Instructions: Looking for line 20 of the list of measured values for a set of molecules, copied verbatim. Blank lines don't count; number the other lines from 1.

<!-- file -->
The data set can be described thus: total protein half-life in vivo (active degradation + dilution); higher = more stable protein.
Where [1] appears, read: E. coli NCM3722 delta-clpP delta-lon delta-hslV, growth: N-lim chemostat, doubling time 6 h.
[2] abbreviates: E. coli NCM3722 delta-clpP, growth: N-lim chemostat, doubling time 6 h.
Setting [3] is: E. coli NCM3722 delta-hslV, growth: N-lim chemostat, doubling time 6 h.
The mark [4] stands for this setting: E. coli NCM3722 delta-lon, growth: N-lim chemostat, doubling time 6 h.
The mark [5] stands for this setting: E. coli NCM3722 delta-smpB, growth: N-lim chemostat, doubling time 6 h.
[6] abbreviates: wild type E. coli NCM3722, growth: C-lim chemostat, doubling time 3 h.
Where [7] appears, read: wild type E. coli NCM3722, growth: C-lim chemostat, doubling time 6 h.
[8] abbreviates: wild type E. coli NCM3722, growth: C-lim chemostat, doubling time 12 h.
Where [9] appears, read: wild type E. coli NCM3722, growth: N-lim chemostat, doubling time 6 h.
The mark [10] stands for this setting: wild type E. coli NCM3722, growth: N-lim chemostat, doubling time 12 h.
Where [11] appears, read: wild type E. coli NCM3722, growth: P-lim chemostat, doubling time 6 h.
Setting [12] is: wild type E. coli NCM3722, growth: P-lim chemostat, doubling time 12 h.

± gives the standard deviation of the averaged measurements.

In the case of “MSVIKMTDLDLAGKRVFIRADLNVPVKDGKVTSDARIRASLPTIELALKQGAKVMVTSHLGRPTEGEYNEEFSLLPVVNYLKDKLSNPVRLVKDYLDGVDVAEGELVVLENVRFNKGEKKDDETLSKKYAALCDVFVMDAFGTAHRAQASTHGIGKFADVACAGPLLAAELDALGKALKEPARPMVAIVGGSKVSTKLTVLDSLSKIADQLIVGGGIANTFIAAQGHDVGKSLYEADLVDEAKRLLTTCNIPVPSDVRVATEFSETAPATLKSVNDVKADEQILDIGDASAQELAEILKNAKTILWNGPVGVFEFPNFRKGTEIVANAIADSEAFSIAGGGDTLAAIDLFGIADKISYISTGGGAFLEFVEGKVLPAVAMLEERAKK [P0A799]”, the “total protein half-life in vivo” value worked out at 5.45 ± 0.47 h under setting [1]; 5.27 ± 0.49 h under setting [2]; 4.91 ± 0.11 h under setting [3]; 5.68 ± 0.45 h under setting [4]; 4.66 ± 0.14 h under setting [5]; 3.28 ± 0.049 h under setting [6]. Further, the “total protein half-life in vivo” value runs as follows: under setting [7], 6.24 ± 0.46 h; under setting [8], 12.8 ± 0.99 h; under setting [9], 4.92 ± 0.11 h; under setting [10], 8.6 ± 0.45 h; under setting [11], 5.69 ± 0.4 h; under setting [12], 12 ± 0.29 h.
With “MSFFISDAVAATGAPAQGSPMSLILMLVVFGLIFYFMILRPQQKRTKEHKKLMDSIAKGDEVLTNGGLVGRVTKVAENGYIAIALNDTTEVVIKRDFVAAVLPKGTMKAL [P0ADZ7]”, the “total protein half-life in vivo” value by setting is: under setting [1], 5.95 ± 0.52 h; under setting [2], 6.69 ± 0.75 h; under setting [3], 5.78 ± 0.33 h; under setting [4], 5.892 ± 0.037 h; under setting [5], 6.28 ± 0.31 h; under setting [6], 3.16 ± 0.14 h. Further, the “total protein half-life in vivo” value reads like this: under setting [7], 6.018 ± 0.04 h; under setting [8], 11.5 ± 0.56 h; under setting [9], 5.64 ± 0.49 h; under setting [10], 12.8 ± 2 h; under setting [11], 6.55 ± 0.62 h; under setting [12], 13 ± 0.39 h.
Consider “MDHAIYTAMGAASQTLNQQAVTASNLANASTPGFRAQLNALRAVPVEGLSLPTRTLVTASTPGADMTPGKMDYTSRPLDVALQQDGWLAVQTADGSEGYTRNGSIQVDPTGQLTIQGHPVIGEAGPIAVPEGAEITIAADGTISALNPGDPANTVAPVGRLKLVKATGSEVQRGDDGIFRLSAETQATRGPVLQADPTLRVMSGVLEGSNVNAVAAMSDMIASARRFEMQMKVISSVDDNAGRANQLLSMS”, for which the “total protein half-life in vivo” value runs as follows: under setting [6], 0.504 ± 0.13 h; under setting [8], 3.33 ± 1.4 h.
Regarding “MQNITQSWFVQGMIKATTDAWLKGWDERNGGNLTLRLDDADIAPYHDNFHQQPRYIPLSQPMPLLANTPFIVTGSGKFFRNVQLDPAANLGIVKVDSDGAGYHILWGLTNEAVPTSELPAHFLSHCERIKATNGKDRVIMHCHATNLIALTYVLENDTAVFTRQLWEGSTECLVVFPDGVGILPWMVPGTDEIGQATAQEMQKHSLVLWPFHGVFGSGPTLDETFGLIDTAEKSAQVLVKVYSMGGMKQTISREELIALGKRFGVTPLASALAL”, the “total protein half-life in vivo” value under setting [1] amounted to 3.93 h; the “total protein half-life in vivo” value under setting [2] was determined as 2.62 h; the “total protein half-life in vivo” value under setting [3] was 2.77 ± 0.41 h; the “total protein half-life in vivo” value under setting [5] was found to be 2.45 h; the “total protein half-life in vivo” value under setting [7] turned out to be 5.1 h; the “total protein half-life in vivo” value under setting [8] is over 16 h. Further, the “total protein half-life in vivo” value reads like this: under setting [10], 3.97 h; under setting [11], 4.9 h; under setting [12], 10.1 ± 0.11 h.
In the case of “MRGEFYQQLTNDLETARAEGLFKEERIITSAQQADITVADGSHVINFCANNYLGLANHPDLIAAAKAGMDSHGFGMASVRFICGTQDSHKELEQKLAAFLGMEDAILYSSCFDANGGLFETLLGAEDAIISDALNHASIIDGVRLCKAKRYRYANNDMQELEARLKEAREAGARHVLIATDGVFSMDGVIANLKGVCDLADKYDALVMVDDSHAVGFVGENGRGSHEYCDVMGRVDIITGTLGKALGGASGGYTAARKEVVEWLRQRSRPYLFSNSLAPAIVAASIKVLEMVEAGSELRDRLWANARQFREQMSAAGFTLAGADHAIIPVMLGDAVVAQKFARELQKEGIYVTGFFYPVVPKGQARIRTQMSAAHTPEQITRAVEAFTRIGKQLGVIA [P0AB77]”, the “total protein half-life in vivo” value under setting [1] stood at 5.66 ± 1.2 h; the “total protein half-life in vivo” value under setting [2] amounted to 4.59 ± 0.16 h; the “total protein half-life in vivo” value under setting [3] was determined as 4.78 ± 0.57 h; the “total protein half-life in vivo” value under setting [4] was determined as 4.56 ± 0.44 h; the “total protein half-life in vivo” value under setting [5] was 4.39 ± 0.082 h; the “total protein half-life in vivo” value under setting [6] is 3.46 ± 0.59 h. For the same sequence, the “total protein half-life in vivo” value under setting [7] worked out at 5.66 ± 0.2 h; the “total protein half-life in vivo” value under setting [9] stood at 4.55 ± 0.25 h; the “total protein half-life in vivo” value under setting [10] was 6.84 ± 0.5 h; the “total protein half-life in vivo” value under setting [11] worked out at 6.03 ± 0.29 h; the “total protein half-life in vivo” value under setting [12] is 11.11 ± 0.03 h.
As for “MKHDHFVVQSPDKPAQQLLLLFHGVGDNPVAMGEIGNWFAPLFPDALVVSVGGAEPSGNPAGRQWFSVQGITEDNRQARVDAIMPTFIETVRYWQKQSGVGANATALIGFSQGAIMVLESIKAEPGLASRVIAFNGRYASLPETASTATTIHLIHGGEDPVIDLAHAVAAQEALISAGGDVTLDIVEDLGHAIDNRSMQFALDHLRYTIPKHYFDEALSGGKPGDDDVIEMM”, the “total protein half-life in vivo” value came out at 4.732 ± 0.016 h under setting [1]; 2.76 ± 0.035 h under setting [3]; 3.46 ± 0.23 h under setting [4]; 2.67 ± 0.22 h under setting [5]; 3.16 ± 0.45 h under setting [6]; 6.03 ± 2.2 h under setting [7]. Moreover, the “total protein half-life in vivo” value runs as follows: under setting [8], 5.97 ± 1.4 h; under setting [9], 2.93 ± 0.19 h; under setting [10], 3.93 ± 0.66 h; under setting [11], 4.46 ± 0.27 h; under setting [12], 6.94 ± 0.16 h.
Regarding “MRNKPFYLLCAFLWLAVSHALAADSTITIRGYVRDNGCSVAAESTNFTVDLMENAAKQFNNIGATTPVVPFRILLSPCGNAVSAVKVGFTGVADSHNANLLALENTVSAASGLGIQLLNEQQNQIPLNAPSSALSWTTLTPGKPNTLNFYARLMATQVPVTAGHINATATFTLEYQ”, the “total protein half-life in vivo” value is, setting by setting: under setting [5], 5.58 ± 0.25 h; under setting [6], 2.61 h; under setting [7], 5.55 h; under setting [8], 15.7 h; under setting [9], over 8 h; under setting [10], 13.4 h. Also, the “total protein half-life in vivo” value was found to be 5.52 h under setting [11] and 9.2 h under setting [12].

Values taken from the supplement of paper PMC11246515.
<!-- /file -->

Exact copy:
As for “MKHDHFVVQSPDKPAQQLLLLFHGVGDNPVAMGEIGNWFAPLFPDALVVSVGGAEPSGNPAGRQWFSVQGITEDNRQARVDAIMPTFIETVRYWQKQSGVGANATALIGFSQGAIMVLESIKAEPGLASRVIAFNGRYASLPETASTATTIHLIHGGEDPVIDLAHAVAAQEALISAGGDVTLDIVEDLGHAIDNRSMQFALDHLRYTIPKHYFDEALSGGKPGDDDVIEMM”, the “total protein half-life in vivo” value came out at 4.732 ± 0.016 h under setting [1]; 2.76 ± 0.035 h under setting [3]; 3.46 ± 0.23 h under setting [4]; 2.67 ± 0.22 h under setting [5]; 3.16 ± 0.45 h under setting [6]; 6.03 ± 2.2 h under setting [7]. Moreover, the “total protein half-life in vivo” value runs as follows: under setting [8], 5.97 ± 1.4 h; under setting [9], 2.93 ± 0.19 h; under setting [10], 3.93 ± 0.66 h; under setting [11], 4.46 ± 0.27 h; under setting [12], 6.94 ± 0.16 h.